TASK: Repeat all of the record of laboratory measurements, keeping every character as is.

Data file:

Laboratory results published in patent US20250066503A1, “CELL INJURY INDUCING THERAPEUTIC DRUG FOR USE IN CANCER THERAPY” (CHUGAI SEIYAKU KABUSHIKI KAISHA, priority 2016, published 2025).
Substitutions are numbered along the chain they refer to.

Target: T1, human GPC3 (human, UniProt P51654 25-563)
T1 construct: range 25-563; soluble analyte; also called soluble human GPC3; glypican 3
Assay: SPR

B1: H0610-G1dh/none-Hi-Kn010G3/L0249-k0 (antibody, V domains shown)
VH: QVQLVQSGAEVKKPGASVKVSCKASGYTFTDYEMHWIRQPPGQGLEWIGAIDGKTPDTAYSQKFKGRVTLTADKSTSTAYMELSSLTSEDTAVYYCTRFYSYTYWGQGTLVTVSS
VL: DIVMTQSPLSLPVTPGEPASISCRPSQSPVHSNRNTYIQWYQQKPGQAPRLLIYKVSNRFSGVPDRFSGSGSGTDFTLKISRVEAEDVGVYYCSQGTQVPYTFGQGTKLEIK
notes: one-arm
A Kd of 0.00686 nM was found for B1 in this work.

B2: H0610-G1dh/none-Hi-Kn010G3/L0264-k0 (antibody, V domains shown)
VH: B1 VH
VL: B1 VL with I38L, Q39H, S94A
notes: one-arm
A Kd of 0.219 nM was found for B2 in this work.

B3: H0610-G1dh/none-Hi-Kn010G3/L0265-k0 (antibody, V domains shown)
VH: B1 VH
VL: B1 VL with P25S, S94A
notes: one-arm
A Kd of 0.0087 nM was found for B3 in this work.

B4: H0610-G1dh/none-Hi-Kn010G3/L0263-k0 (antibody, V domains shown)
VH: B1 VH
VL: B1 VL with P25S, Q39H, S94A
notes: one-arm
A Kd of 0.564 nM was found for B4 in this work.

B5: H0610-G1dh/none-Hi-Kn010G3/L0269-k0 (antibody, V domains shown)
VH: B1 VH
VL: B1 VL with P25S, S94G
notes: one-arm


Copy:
Laboratory results published in patent US20250066503A1, “CELL INJURY INDUCING THERAPEUTIC DRUG FOR USE IN CANCER THERAPY” (CHUGAI SEIYAKU KABUSHIKI KAISHA, priority 2016, published 2025).
Substitutions are numbered along the chain they refer to.

Target: T1, human GPC3 (human, UniProt P51654 25-563)
T1 construct: range 25-563; soluble analyte; also called soluble human GPC3; glypican 3
Assay: SPR

B1: H0610-G1dh/none-Hi-Kn010G3/L0249-k0 (antibody, V domains shown)
VH: QVQLVQSGAEVKKPGASVKVSCKASGYTFTDYEMHWIRQPPGQGLEWIGAIDGKTPDTAYSQKFKGRVTLTADKSTSTAYMELSSLTSEDTAVYYCTRFYSYTYWGQGTLVTVSS
VL: DIVMTQSPLSLPVTPGEPASISCRPSQSPVHSNRNTYIQWYQQKPGQAPRLLIYKVSNRFSGVPDRFSGSGSGTDFTLKISRVEAEDVGVYYCSQGTQVPYTFGQGTKLEIK
notes: one-arm
A Kd of 0.00686 nM was found for B1 in this work.

B2: H0610-G1dh/none-Hi-Kn010G3/L0264-k0 (antibody, V domains shown)
VH: B1 VH
VL: B1 VL with I38L, Q39H, S94A
notes: one-arm
A Kd of 0.219 nM was found for B2 in this work.

B3: H0610-G1dh/none-Hi-Kn010G3/L0265-k0 (antibody, V domains shown)
VH: B1 VH
VL: B1 VL with P25S, S94A
notes: one-arm
A Kd of 0.0087 nM was found for B3 in this work.

B4: H0610-G1dh/none-Hi-Kn010G3/L0263-k0 (antibody, V domains shown)
VH: B1 VH
VL: B1 VL with P25S, Q39H, S94A
notes: one-arm
A Kd of 0.564 nM was found for B4 in this work.

B5: H0610-G1dh/none-Hi-Kn010G3/L0269-k0 (antibody, V domains shown)
VH: B1 VH
VL: B1 VL with P25S, S94G
notes: one-arm